Nevada’s primary electric utility company, NV Energy, has given to all of Nevada’s major 2018 gubernatorial candidates since 2014, but Democratic Clark County Commission Chairman Steve Sisolak is the only gubernatorial candidate to receive money from the utility ($10,000) during this election cycle.

NV Energy’s preference, at least thus far, of Sisolak may not be surprising since he is the only major gubernatorial candidate who has not publicly supported the Energy Choice Initiative (ECI) in 2018. This ballot question would change the way Nevadans buy electricity through a proposed constitutional change opening the state to a competitive retail energy market and ending NV Energy’s regulated monopoly. The utility has signaled that it opposes the ballot measure.

Each candidate has also accepted money from casino giant Sheldon Adelson and his family, as well as his casino empire, Sands. Adelson, Sands and other parts of Nevada’s powerful gaming industry supported the Energy Choice Initiative, but fought against a 2017 effort to increase Nevada’s renewable portfolio standard (RPS) to 50% by 2030, which would have held them accountable to meet that same standard if they left NV Energy for a competitive electricity supplier. Nevada Gov. Brian Sandoval ultimately vetoed the RPS bill. NV Energy officially remained neutral during that RPS fight, though it fought behind the scenes to undermine the effort.

Republican Attorney General Adam Laxalt has accepted by far the most money from Adelson’s family and Sands ($125,000) throughout his career. In 2017 alone, Laxalt received $20,000 from the Adelson family and no other candidates received any donations from them during 2017. Democratic Clark County Commissioner Chris Giunchigliani, who is running against Sisolak, received donations from Sands earlier in her career ($5,000). Sisolak has received $50,000 from the Adelson empire throughout his career. The Adelson family’s $30,000 of support to Sisolak is odd given Adelson’s traditional support of conservative politicians and causes.

Campaign contributions to major gubernatorial candidates in current cycle (Nov 9, 2016- Jan 17, 2018 filing)

  Laxalt (R) Schwartz (R) Sisolak (D) Giunchigliani (D) Supports ECI?  Supports RPS increase
NV Energy 2000 0 10,000 0 No No
Sands/Adelson 20,000 0 0 0 Yes No
Wynn 0 0 0 0 Yes No
Switch 10,000 0 10,000 0 Yes Yes

During their careers, each candidate has accepted contributions from the Wynn casino group, which, like Sands, fought for the ECI, but against the increased RPS last year. But Chris Giunchigliani has received notably less at $10,000, while Sisolak has taken $45,000 and Laxalt has received $41,000.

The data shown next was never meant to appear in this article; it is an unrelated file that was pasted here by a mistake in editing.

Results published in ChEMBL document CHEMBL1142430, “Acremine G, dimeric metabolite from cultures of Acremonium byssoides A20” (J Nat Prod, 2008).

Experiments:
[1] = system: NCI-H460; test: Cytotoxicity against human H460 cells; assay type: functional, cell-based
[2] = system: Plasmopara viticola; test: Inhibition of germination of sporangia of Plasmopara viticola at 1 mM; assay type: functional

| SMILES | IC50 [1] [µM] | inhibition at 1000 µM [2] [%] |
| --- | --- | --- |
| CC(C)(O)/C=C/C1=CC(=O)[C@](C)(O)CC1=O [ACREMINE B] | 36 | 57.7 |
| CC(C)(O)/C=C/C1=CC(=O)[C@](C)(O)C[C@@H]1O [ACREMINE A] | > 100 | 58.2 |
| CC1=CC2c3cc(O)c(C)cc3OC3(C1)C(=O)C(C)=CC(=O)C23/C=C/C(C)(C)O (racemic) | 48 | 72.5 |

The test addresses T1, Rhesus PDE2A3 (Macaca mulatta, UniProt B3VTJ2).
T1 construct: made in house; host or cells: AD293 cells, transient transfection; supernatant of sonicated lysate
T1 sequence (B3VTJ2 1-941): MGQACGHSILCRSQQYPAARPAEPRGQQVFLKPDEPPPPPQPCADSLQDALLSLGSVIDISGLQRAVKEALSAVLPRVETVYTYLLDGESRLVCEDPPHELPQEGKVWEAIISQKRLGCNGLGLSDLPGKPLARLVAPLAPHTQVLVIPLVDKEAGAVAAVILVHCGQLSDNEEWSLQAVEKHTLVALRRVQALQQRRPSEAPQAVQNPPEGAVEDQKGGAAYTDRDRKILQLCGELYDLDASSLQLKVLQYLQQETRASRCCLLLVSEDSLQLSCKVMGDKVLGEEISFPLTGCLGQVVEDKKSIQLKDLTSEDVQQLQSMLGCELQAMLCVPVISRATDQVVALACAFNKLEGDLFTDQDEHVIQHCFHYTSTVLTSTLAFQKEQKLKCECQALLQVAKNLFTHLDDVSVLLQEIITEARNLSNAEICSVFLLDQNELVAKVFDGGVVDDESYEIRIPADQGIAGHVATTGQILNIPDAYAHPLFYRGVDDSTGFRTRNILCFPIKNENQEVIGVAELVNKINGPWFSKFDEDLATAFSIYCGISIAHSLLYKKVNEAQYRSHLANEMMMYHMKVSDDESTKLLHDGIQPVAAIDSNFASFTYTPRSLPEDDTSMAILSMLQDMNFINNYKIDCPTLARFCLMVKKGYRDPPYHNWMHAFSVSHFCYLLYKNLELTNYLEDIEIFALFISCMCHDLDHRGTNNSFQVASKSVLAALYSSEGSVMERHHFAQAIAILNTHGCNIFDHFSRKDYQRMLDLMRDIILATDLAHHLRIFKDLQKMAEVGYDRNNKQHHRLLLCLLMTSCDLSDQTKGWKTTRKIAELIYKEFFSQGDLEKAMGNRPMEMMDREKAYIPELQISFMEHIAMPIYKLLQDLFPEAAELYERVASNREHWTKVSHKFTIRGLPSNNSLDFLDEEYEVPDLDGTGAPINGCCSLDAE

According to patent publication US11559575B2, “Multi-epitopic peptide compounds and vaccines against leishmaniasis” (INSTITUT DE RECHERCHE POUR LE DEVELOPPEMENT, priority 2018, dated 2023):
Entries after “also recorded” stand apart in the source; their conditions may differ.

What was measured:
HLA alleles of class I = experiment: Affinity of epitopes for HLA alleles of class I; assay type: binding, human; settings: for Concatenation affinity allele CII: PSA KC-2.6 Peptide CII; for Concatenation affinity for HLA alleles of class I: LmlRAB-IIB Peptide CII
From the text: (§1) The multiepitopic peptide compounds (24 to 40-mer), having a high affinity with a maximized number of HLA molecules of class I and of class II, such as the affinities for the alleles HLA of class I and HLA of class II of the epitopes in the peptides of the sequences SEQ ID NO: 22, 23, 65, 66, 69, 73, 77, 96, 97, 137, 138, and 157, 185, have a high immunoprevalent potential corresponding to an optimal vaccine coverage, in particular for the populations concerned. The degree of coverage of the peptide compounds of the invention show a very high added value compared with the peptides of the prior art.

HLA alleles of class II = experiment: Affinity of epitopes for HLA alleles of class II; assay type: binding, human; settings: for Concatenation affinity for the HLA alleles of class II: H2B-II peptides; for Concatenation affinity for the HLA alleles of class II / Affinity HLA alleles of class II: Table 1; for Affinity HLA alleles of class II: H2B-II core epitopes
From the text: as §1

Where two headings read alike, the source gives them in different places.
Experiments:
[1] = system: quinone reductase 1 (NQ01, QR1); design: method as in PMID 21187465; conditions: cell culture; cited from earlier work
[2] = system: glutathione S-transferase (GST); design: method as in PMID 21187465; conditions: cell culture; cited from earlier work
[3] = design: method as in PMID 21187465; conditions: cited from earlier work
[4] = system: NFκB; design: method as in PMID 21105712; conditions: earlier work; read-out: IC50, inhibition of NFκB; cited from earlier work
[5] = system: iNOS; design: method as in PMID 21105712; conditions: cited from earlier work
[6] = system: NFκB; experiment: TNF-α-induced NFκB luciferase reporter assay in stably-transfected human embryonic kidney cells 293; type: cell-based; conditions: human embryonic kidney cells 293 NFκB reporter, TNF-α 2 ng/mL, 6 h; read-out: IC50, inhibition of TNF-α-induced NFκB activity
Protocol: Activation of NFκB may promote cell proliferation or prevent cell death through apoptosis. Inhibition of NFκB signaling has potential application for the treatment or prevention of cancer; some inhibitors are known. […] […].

Another company that was a key driver of the ECI was the data center operator Switch, which also signed onto a letter of support for the effort to increase the RPS. Over his career, Adam Laxalt has accepted $55,000 from Switch, compared to $20,000 that Sisolak received from the company and $5,000 that Chris Giunchigliani has received. In 2017 neither Sisolak nor Giunchigliani received money from Switch, but Laxalt accepted $20,000.

Giunchigliani currently has roughly less than one million on hand; Sisolak has about $5.9 million to spend on the campaign. Giunchigliani’s contributions have come in large part from smaller individual donors, whereas Sisolak has taken more sizeable donations from the gaming and casino industries. In the Republican primary, Dan Schwartz is running against Laxalt, and is in large part self-financed.

 

Posted by Charlotte Grubb

Charlotte is a Research and Communications Manager for EPI. Before joining EPI, Charlotte was the staff economist for three years at Oceana, where she provided economic analysis for marine habitat and fisheries policy and mentored staff in campaign strategy. Her work included a global report on the economic potential of well-managed fisheries. Prior to Oceana, Charlotte has worked on farms, for USAID contractors, and also lived in East Africa for two years working on forestry and wildlife management issues. She has also spent substantial time supporting frontline communities in the US against pipelines. She has published work in technical reports, newspapers, and academic journals. Charlotte earned a Master’s in Ecological Economics from the University of Edinburgh and a B.A. in International Affairs from The George Washington University.

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